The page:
of rescue efforts that brought thousands of Jewish refugee children to Great
Britain from Nazi-occupied countries in Europe between 1938 and 1940.
Dora’s story intrigued me enough to save my card, and I felt I was given
her story for a reason. She became my muse.
2012 Lauren B Grossman was cleaning out her desk when she re-discovered the
card of Dora Unger.
After my novel ONCE IN EVERY
GENERATION debuted, I was delighted with the global response to it.
There were over 14,000 downloads but I spent a full year promoting it.
At the end of that year I realized that I had not written anything, not
even a short story, which I used to love writing. I wanted to get back to
writing, but I literally had no idea what I would write about. Like my
protagonist in THE GOLDEN PEACOCK,
when I get writer’s block, I get busy cleaning. I started with my desk, and
came across the ID card, sat down to reread it, and instantly knew that there
was a story there.
My life paralleled that of my protagonist, Rainee Allen, up until she
actually met Jana Lutken. A friend of mine was going to London on assignment
for 10 days and asked me to accompany her, all expenses paid. How could I say
no? That was where my research began.
A friend of mine, who is an English professor at the University of
Arizona, wrote a letter of introduction so that I could have access to the
archives in the British Library.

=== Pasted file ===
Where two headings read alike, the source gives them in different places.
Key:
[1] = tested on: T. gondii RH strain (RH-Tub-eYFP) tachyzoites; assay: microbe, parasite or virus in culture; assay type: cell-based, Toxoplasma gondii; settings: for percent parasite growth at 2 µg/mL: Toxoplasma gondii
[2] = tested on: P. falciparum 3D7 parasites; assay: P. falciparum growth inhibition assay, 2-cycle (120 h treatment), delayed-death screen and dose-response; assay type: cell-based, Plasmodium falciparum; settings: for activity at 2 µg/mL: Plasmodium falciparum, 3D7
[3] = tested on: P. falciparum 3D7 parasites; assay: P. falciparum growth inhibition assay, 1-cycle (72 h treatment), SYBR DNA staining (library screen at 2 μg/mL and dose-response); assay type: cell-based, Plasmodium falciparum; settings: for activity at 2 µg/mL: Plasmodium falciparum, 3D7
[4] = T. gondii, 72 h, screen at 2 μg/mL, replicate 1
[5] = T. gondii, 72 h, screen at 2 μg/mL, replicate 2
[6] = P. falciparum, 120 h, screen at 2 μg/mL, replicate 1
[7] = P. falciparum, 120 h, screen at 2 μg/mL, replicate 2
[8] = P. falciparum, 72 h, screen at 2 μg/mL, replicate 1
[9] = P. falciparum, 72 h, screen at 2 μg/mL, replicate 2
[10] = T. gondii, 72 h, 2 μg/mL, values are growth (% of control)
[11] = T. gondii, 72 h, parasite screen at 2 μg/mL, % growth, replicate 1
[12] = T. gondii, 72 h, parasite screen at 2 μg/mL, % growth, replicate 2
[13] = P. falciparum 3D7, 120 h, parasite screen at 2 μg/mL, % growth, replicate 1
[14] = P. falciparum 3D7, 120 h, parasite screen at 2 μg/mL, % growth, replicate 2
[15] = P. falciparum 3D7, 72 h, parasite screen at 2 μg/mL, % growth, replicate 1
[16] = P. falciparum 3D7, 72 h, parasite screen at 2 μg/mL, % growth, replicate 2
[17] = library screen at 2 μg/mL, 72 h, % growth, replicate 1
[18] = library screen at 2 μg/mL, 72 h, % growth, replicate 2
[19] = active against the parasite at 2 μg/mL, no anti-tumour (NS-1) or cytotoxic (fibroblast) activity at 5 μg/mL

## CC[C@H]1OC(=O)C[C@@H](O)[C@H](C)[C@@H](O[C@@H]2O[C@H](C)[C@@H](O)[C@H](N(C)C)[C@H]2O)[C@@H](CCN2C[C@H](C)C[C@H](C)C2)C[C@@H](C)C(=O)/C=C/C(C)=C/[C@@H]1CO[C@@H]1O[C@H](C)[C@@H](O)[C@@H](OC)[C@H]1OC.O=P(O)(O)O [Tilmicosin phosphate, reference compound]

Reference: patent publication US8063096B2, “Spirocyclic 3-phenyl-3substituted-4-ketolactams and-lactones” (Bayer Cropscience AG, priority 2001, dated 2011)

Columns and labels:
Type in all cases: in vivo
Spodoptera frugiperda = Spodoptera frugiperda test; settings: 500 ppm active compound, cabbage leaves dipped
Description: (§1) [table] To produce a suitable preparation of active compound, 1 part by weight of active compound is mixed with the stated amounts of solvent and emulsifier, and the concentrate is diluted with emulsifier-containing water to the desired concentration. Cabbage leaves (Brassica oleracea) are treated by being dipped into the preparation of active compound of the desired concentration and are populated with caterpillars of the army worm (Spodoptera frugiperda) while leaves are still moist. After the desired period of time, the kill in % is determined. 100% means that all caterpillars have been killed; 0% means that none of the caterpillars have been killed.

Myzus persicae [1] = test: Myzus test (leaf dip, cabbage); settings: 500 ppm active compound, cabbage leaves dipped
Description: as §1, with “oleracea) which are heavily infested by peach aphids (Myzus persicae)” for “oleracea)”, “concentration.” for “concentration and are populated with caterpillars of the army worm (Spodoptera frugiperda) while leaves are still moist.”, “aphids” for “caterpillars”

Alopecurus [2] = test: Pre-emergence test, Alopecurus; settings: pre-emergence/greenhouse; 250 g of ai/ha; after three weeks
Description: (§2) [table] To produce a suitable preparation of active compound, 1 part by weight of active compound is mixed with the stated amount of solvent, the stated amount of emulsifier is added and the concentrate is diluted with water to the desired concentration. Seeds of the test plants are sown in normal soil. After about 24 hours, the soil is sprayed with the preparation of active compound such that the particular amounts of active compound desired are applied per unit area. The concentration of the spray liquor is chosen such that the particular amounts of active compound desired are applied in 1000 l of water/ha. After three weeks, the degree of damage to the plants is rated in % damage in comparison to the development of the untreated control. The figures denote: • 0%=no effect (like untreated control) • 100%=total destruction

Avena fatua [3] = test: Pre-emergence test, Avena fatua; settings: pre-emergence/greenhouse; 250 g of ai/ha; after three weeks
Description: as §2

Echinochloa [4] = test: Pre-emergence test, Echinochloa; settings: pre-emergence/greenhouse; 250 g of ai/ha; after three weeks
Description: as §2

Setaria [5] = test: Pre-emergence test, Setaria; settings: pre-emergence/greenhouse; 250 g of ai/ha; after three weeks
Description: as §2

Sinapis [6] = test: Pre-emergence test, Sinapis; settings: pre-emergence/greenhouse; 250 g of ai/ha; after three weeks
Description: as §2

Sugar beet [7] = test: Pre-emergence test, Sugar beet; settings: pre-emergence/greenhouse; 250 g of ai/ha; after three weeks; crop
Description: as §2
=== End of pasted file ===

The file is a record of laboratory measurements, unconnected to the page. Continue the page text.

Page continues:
It was exciting to be able to
begin research. However, because my character, who was based on my muse, was
not a “person of note,” there was no information on her. However there was a
lot of information on other people, places, dates, etc. which do appear in the
first heard the song The Golden Peacock
while researching for the book The Golden
In my research, I was able to Google the song. It was in Yiddish. There
are several different versions. I chose one version that would lend itself to a
young boy changing the lyrics to make it silly and about his family. I assigned
my own brother that task since he is very clever.
B Grossman researched and wrote the novel, which took her two years, from her
trip to London until she had the printed version in her hands.She did most of the writing of The Golden Peacock at the local
I would go to a café and sit at the same table about three times a week.
There were two times when I arrived and someone was at my table. I actually had a little trouble writing those days.
Funny how that happens. Once I opened my laptop, my hands flew over the
keyboard as if they had a life of their own. It was an exhilarating feeling.
Four hours would pass before I looked up and realized it was time to get up and
B Grossman’s strategy for writing The
Golden Peacock was simply to not have a strategy.
I’m not an outliner. I had no strategy. The book wrote itself. Of course,
I’m writing about the first draft. I once read, “The first draft is written